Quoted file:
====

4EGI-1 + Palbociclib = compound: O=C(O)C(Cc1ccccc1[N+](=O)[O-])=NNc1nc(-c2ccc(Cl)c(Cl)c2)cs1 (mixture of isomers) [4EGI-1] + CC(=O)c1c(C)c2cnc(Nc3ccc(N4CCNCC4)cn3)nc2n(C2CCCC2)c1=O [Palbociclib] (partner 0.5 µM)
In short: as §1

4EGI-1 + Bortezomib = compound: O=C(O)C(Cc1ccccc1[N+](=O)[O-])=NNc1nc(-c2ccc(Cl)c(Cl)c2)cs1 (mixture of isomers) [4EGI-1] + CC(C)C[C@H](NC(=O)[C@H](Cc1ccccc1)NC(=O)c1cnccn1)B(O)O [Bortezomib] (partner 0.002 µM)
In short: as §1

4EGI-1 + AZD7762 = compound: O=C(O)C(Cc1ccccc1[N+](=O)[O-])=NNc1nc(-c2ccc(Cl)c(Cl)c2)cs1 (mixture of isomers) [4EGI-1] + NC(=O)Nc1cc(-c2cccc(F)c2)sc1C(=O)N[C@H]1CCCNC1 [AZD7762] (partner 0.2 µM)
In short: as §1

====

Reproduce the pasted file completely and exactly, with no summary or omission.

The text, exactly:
4EGI-1 + Palbociclib = compound: O=C(O)C(Cc1ccccc1[N+](=O)[O-])=NNc1nc(-c2ccc(Cl)c(Cl)c2)cs1 (mixture of isomers) [4EGI-1] + CC(=O)c1c(C)c2cnc(Nc3ccc(N4CCNCC4)cn3)nc2n(C2CCCC2)c1=O [Palbociclib] (partner 0.5 µM)
In short: as §1

4EGI-1 + Bortezomib = compound: O=C(O)C(Cc1ccccc1[N+](=O)[O-])=NNc1nc(-c2ccc(Cl)c(Cl)c2)cs1 (mixture of isomers) [4EGI-1] + CC(C)C[C@H](NC(=O)[C@H](Cc1ccccc1)NC(=O)c1cnccn1)B(O)O [Bortezomib] (partner 0.002 µM)
In short: as §1

4EGI-1 + AZD7762 = compound: O=C(O)C(Cc1ccccc1[N+](=O)[O-])=NNc1nc(-c2ccc(Cl)c(Cl)c2)cs1 (mixture of isomers) [4EGI-1] + NC(=O)Nc1cc(-c2cccc(F)c2)sc1C(=O)N[C@H]1CCCNC1 [AZD7762] (partner 0.2 µM)
In short: as §1